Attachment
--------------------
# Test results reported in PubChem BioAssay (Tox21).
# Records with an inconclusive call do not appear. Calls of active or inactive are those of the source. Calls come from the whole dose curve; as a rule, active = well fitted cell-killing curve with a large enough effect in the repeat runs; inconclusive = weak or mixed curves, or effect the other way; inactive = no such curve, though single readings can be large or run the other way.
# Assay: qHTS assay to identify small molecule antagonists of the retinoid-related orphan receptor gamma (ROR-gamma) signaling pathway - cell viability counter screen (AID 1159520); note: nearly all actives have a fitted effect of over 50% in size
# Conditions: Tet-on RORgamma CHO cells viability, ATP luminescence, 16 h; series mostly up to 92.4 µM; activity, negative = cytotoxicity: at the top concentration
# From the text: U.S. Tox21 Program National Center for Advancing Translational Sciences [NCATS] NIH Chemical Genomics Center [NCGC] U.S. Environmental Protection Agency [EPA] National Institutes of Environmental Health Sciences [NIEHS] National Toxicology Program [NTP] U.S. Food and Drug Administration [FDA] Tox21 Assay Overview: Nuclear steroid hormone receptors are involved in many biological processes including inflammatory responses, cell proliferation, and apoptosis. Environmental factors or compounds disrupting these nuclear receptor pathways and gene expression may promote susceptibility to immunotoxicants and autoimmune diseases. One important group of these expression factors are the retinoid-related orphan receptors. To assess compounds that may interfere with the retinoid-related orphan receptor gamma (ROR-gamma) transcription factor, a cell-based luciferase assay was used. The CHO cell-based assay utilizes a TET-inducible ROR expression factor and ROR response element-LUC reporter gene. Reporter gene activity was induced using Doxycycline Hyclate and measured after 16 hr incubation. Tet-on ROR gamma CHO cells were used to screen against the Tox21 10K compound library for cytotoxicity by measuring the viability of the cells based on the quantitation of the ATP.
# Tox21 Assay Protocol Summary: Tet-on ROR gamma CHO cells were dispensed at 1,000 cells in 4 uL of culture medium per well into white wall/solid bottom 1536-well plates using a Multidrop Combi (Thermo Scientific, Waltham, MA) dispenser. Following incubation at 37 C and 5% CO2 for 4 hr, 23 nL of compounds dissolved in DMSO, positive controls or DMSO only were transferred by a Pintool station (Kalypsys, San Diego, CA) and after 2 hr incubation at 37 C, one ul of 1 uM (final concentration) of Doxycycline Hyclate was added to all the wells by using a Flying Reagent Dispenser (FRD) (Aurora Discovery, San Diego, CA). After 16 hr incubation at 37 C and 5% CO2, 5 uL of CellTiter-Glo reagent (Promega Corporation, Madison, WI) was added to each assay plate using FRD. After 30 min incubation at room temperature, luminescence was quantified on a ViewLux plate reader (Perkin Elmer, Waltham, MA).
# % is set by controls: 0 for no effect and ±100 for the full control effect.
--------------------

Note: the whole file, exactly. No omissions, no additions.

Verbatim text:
# Test results reported in PubChem BioAssay (Tox21).
# Records with an inconclusive call do not appear. Calls of active or inactive are those of the source. Calls come from the whole dose curve; as a rule, active = well fitted cell-killing curve with a large enough effect in the repeat runs; inconclusive = weak or mixed curves, or effect the other way; inactive = no such curve, though single readings can be large or run the other way.
# Assay: qHTS assay to identify small molecule antagonists of the retinoid-related orphan receptor gamma (ROR-gamma) signaling pathway - cell viability counter screen (AID 1159520); note: nearly all actives have a fitted effect of over 50% in size
# Conditions: Tet-on RORgamma CHO cells viability, ATP luminescence, 16 h; series mostly up to 92.4 µM; activity, negative = cytotoxicity: at the top concentration
# From the text: U.S. Tox21 Program National Center for Advancing Translational Sciences [NCATS] NIH Chemical Genomics Center [NCGC] U.S. Environmental Protection Agency [EPA] National Institutes of Environmental Health Sciences [NIEHS] National Toxicology Program [NTP] U.S. Food and Drug Administration [FDA] Tox21 Assay Overview: Nuclear steroid hormone receptors are involved in many biological processes including inflammatory responses, cell proliferation, and apoptosis. Environmental factors or compounds disrupting these nuclear receptor pathways and gene expression may promote susceptibility to immunotoxicants and autoimmune diseases. One important group of these expression factors are the retinoid-related orphan receptors. To assess compounds that may interfere with the retinoid-related orphan receptor gamma (ROR-gamma) transcription factor, a cell-based luciferase assay was used. The CHO cell-based assay utilizes a TET-inducible ROR expression factor and ROR response element-LUC reporter gene. Reporter gene activity was induced using Doxycycline Hyclate and measured after 16 hr incubation. Tet-on ROR gamma CHO cells were used to screen against the Tox21 10K compound library for cytotoxicity by measuring the viability of the cells based on the quantitation of the ATP.
# Tox21 Assay Protocol Summary: Tet-on ROR gamma CHO cells were dispensed at 1,000 cells in 4 uL of culture medium per well into white wall/solid bottom 1536-well plates using a Multidrop Combi (Thermo Scientific, Waltham, MA) dispenser. Following incubation at 37 C and 5% CO2 for 4 hr, 23 nL of compounds dissolved in DMSO, positive controls or DMSO only were transferred by a Pintool station (Kalypsys, San Diego, CA) and after 2 hr incubation at 37 C, one ul of 1 uM (final concentration) of Doxycycline Hyclate was added to all the wells by using a Flying Reagent Dispenser (FRD) (Aurora Discovery, San Diego, CA). After 16 hr incubation at 37 C and 5% CO2, 5 uL of CellTiter-Glo reagent (Promega Corporation, Madison, WI) was added to each assay plate using FRD. After 30 min incubation at room temperature, luminescence was quantified on a ViewLux plate reader (Perkin Elmer, Waltham, MA).
# % is set by controls: 0 for no effect and ±100 for the full control effect.